News

Capitol File Will Stop Printing, Become a “National Digital Brand”

Modern Luxury, which owns DC luxury magazine Capitol File, announced a plan Tuesday to stop printing the glossy magazine and transform it and its West Coast sibling LA Confidential into “national digital destinations” in the beginning of 2020. Modern Luxury DC, also known as DC Magazine, will “incorporate elements of Capitol File, including the publication’s distribution on Capitol Hill and hosting the White House Correspondents’ Dinner After Party,” associate publisher Jessica Powers told employees in an email Tuesday afternoon.

Capitol File editor-in-chief Michael Clements will leave the company, Modern Luxury CEO Michael Dickey tells Washingtonian, and former DC Magazine editor-in-chief Michael McCarthy will return as the top editor in this market. Capitol File will “be a different product” that covers “different subjects in the market than what it currently does,” Dickey says. Modern Luxury plans to announce within 30 days who will lead it; Dickey promises the announcement will “make a big splash.”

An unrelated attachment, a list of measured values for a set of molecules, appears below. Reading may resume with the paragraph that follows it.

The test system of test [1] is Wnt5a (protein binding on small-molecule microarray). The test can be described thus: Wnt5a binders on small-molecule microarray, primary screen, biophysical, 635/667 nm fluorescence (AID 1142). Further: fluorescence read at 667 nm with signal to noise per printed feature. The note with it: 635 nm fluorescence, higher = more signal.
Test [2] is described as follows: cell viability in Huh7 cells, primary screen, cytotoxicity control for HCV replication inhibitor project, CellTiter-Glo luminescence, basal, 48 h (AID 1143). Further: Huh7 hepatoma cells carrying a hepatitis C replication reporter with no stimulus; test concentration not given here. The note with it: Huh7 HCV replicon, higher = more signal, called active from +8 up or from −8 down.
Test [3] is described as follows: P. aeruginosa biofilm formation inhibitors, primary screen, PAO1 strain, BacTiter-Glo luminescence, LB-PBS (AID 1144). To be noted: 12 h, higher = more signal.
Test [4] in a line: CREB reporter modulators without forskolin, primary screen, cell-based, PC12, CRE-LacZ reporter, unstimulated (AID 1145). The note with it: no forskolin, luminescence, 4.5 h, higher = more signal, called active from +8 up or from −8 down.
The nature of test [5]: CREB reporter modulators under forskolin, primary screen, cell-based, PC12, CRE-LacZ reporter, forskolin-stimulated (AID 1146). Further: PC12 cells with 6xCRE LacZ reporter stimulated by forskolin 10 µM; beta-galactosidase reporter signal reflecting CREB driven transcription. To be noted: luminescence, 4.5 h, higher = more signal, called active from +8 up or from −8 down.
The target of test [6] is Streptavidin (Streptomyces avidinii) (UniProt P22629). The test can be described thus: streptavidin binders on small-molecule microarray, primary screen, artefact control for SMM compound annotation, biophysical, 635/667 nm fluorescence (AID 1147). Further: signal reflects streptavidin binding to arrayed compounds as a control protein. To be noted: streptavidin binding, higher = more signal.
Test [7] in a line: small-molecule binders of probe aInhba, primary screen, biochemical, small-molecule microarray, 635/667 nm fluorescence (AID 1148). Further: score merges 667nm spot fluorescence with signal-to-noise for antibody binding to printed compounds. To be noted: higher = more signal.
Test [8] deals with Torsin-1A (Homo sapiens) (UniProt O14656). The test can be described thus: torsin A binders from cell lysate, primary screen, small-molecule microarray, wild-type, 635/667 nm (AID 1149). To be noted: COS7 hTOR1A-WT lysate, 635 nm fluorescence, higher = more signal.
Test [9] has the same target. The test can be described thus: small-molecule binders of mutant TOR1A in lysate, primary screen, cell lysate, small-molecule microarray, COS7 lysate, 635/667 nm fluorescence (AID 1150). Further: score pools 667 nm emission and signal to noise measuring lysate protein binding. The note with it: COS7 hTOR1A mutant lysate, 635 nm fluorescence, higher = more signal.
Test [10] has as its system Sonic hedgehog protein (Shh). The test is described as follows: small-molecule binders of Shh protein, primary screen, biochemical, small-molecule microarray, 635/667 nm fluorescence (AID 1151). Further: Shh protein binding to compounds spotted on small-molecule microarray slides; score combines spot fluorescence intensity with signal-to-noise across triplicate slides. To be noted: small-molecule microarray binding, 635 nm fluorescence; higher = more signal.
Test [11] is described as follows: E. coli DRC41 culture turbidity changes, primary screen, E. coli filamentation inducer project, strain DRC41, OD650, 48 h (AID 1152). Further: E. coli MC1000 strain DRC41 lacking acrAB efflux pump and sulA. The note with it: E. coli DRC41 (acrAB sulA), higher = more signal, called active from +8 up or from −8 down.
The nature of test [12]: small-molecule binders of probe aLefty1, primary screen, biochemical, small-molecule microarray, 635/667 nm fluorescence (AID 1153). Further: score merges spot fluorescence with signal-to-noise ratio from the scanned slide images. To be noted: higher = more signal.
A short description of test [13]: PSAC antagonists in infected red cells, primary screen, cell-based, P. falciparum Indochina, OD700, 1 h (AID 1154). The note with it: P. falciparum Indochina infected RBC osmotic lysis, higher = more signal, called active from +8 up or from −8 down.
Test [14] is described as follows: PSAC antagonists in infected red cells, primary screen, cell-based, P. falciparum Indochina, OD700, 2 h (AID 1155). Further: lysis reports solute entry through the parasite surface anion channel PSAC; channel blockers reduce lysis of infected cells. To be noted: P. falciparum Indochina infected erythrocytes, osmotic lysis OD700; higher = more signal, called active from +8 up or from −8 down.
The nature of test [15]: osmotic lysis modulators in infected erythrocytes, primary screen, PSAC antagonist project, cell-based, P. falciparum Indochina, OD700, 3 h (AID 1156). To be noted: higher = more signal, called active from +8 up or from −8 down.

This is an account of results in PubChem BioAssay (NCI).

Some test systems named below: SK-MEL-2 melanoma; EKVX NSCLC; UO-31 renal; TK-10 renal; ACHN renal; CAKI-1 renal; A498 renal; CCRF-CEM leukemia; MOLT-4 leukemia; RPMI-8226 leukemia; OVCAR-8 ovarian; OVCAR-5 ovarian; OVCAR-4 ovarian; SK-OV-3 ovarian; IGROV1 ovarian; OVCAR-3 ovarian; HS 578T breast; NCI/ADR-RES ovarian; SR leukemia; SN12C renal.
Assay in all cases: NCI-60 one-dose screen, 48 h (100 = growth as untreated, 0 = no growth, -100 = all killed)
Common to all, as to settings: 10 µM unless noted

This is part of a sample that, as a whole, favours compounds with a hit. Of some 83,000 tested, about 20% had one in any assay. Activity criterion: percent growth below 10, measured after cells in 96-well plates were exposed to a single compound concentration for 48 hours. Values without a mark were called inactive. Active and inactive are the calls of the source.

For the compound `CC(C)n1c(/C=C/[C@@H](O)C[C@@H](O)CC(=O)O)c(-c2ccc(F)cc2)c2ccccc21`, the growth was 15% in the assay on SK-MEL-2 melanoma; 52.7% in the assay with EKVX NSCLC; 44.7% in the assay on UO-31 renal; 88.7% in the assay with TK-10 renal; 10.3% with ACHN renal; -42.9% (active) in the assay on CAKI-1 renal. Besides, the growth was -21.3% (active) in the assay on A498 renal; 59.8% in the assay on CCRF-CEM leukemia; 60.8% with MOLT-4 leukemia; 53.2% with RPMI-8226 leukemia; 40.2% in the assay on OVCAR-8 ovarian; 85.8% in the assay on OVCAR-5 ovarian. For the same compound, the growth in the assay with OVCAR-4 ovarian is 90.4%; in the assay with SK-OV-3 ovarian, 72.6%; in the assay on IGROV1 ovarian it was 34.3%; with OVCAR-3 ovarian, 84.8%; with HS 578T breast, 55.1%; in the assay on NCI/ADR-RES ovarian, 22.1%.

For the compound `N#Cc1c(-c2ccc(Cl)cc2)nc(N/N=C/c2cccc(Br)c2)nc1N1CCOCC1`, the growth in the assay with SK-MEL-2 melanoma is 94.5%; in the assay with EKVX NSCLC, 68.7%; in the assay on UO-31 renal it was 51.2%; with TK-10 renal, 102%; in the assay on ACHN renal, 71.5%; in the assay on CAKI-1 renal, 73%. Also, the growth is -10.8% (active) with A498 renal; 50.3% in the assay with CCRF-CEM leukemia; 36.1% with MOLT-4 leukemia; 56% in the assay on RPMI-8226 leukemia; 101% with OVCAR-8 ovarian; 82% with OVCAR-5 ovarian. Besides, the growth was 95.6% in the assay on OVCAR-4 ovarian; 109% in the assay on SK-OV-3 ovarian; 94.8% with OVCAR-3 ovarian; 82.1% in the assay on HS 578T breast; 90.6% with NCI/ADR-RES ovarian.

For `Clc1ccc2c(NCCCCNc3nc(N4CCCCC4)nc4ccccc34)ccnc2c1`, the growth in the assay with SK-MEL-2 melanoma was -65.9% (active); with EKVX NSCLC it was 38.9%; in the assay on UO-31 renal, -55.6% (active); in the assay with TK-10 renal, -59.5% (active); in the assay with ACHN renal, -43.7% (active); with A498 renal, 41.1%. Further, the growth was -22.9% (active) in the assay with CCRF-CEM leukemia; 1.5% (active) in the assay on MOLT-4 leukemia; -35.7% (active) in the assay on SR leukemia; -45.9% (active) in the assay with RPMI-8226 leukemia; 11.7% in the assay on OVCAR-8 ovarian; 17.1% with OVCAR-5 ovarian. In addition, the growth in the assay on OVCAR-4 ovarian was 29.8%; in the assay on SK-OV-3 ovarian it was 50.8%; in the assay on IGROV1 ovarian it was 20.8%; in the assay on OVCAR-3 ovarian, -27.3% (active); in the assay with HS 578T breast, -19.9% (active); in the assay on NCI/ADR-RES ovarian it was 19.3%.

Modern Luxury bought Capitol File in 2017, following a shakeup that included publisher Suzy Jacobs leaving and Editor Amy Moeller coming over to Washingtonian, where she edits our weddings magazine.

The company may still brand its White House Correspondents’ Association dinner party as Capitol File, Dickey says, and it may do special issues around that event and the inauguration, Dickey says. “The brand is not dead at all.”

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Senior editor

Andrew Beaujon joined Washingtonian in late 2014. He was previously with the Poynter Institute, TBD.com, and Washington City Paper. His book A Bigger Field Awaits Us: The Scottish Soccer Team That Fought the Great War was published in 2018. He lives in Del Ray.